An astounding creation that evokes images of fantasy worlds, Fingal’s Cave is a demonstration of nature’s absolute power. Located on the Scottish island of Staffa, this sea cave is 72 feet tall and 270 feet deep, which adds to its remarkable appearance, consisting of hexagonal columns of basalt shaped in six-sided pillars.
It is one of the many sea caves on the small island, and, as the most popular of them all, has been mentioned and depicted in numerous written and visual works from the 19th century onward.
There is much folklore surrounding the cave from the times of the ancient Scottish Celtics and Irish people and it can be found in some of their legends. According to one of the Irish legends, “The Cave of Melody,” or “Uamh-Binn” in Celtic, was once a part of a bridge across the sea which was built by the Irish giant Fionn mac Cumhail (aka Finn McCool).
The giant longed to get to Scotland so that he could fight his giant rival, Benandonner. The same legend refers to the creation of another bridge with a similar blockish look, known as the Giant’s Causeway in Northern Ireland. The legend has it that these two structures formed the two ends of the giant’s bridge.
Surprising as it may seem, this legend uniting the two structures can be scientifically supported. The island of Staffa is an entirely volcanic island with authentic geological features, such as the multitude of caves and the basalt column. These features are typical for both the Giant’s Causeway and the Fingal’s Cave that, presumably, were formed from an ancient, massive lava flow that made a bridge between both sites. The slow cooling of the lava created the exceptional pattern of the hexagonal columns which formed the surface of the caves.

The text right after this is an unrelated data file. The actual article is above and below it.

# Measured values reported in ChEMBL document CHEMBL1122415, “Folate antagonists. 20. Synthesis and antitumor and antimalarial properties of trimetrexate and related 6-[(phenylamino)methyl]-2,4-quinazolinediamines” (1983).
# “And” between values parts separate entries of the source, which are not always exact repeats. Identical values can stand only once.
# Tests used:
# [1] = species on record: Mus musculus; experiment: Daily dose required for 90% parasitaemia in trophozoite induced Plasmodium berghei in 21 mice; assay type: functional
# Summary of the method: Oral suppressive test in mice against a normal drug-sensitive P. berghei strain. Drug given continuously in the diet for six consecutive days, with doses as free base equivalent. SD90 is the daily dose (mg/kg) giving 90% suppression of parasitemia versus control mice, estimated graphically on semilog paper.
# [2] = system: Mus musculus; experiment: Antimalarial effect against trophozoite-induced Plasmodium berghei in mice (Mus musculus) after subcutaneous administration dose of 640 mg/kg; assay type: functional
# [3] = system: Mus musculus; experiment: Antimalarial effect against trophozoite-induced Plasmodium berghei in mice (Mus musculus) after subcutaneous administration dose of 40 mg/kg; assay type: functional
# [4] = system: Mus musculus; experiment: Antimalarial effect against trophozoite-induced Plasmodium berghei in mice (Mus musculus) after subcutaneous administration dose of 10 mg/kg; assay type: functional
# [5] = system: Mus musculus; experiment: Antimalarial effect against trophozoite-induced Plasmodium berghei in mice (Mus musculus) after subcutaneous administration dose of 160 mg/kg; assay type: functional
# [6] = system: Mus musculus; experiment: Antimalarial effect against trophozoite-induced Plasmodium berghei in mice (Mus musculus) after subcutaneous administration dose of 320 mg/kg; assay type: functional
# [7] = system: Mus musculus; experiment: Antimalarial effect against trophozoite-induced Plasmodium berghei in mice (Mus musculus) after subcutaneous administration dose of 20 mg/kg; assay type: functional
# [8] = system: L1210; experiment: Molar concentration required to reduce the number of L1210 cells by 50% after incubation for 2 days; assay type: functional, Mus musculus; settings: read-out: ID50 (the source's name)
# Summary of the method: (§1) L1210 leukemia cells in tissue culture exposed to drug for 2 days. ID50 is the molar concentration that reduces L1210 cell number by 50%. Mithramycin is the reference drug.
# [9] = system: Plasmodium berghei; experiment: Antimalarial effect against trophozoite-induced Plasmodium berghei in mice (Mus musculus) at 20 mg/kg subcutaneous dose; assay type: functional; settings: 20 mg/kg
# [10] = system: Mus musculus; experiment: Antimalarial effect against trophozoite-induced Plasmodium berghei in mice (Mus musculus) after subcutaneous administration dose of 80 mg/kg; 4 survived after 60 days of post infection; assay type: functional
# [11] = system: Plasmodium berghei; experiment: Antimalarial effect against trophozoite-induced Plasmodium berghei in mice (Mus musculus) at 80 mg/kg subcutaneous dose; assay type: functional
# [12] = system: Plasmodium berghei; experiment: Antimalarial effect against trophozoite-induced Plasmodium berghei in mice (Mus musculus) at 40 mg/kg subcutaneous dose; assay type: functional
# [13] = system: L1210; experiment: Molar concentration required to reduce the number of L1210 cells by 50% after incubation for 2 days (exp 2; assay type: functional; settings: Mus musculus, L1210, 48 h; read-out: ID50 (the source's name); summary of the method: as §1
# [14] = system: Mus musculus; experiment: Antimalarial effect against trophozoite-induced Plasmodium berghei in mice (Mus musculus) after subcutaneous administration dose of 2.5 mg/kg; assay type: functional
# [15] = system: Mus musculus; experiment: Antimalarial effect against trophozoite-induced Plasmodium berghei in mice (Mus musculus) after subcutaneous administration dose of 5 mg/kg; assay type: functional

Fingal’s Cave is wrapped in another mythical reference, this time concerning the origin of its name. The mythical story goes back to 250 AD and its protagonist is the Irish general Finn MacCumhaill, known as Fingal. General Fingal had a group of loyal warriors, similarly to the story of King Arthur and his followers at the Round Table. Fingal was the father of Ireland’s traditional troubadour and poet, named Oisín. When the Gaels left Ireland and migrated to Scotland, they brought the stories of Fingal with them and preserved the memory of his character. Soon, Fingal was honored by the Scottish, who, inspired by the heroic verse and songs of Ossian, assigned his name to the breathtaking cavern.
In 1772, the cave was rediscovered by the naturalist Sir Joseph Banks in the same period of popularity as the poetic series “Fingal, an Ancient Epic Poem in Six Books” by James Macpherson, translated from old Gaelic. These poems highly influenced Banks, and even Goethe and Napoleon. Reportedly, inspired by the Irish legend, Banks decided to name the cave as Fingal’s Cave. Upon its discovery, a number of artists found themselves completely captivated by its magnificence.
Sir Walter Scott described his experience of entering the cave as one of the most spectacular places he ever set foot. He admired its grandiose pillars as miraculous, marble-like structures that stood firmly embracing the deep, fierce sea.
Moreover, Felix Mendelssohn Bartholdy’s “Hebridean Overture [Fingal’s Cave]” was conceived by the impressions and the awe that this artist felt encountering the wondrous cavern. This composition emphasized the cave’s uniqueness to such a level that at the time, over 300 people visited it each day, traveling by paddle steamers. Among the visitors were notables such as John Keats, Joseph Turner, Queen Victoria, and William Wordsworth.
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